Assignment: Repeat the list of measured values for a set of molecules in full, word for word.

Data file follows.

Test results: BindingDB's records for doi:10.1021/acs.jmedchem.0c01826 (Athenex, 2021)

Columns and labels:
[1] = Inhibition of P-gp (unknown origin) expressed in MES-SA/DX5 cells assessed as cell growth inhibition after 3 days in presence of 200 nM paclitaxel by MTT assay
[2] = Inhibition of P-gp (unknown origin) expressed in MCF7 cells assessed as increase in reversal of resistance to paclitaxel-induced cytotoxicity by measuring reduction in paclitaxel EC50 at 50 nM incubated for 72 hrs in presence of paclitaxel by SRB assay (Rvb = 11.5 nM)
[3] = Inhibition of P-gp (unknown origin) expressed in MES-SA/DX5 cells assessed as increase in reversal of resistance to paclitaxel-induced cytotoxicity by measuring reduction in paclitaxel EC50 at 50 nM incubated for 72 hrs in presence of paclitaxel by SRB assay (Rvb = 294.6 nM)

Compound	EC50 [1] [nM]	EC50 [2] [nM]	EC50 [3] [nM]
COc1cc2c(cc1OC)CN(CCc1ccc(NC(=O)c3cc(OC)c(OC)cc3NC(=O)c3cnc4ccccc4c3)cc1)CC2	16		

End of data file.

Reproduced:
Test results: BindingDB's records for doi:10.1021/acs.jmedchem.0c01826 (Athenex, 2021)

Columns and labels:
[1] = Inhibition of P-gp (unknown origin) expressed in MES-SA/DX5 cells assessed as cell growth inhibition after 3 days in presence of 200 nM paclitaxel by MTT assay
[2] = Inhibition of P-gp (unknown origin) expressed in MCF7 cells assessed as increase in reversal of resistance to paclitaxel-induced cytotoxicity by measuring reduction in paclitaxel EC50 at 50 nM incubated for 72 hrs in presence of paclitaxel by SRB assay (Rvb = 11.5 nM)
[3] = Inhibition of P-gp (unknown origin) expressed in MES-SA/DX5 cells assessed as increase in reversal of resistance to paclitaxel-induced cytotoxicity by measuring reduction in paclitaxel EC50 at 50 nM incubated for 72 hrs in presence of paclitaxel by SRB assay (Rvb = 294.6 nM)

Compound	EC50 [1] [nM]	EC50 [2] [nM]	EC50 [3] [nM]
COc1cc2c(cc1OC)CN(CCc1ccc(NC(=O)c3cc(OC)c(OC)cc3NC(=O)c3cnc4ccccc4c3)cc1)CC2	16		